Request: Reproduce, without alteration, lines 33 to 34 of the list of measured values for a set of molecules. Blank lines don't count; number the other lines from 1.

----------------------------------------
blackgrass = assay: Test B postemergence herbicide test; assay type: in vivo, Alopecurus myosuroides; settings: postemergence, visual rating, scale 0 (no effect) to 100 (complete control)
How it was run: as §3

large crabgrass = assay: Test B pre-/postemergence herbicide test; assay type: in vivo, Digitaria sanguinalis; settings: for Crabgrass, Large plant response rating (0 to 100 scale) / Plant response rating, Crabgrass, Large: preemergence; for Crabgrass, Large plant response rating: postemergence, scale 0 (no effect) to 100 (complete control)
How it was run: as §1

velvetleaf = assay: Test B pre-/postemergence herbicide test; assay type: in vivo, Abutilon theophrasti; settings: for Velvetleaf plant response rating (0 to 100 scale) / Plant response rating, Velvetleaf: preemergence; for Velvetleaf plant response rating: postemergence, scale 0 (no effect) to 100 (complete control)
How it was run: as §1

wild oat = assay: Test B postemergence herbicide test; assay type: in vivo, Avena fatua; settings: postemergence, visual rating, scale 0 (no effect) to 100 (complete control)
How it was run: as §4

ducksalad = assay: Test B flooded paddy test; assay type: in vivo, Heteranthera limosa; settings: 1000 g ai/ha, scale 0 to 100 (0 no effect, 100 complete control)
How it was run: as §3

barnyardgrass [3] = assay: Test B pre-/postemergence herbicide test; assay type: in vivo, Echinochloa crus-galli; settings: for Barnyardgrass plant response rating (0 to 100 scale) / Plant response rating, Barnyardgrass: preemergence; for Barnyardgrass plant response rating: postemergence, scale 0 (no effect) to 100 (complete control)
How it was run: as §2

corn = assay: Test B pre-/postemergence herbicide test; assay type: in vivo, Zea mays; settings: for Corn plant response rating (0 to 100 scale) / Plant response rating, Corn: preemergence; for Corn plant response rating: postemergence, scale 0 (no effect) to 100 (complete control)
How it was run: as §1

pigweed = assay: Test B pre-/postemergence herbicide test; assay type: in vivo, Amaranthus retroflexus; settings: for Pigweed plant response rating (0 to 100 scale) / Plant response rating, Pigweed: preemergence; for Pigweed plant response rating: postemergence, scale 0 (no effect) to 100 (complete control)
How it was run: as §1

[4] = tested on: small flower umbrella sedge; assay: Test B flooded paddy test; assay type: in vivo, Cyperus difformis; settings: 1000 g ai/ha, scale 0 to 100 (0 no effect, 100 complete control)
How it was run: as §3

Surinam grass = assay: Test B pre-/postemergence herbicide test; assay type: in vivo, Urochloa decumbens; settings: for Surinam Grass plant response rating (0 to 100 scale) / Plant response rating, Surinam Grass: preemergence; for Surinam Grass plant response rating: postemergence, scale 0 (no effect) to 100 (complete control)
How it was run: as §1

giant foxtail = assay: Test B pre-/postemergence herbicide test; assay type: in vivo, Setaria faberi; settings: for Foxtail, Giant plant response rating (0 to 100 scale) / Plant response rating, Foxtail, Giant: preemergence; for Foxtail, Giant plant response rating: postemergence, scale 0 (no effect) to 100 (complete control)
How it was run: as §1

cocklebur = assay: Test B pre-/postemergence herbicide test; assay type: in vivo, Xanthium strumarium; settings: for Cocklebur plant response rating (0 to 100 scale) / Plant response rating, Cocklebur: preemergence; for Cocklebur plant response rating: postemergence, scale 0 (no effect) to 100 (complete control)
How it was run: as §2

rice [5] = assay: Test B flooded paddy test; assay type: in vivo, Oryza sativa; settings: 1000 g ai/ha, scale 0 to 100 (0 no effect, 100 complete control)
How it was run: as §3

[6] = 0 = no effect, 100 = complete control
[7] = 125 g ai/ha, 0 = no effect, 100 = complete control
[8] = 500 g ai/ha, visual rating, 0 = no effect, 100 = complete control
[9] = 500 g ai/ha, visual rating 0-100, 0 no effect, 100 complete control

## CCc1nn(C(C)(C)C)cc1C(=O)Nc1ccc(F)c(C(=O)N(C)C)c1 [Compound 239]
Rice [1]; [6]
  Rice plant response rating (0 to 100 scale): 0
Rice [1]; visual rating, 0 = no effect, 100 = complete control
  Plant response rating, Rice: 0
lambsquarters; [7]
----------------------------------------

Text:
  Rice plant response rating (0 to 100 scale): 0
Rice [1]; visual rating, 0 = no effect, 100 = complete control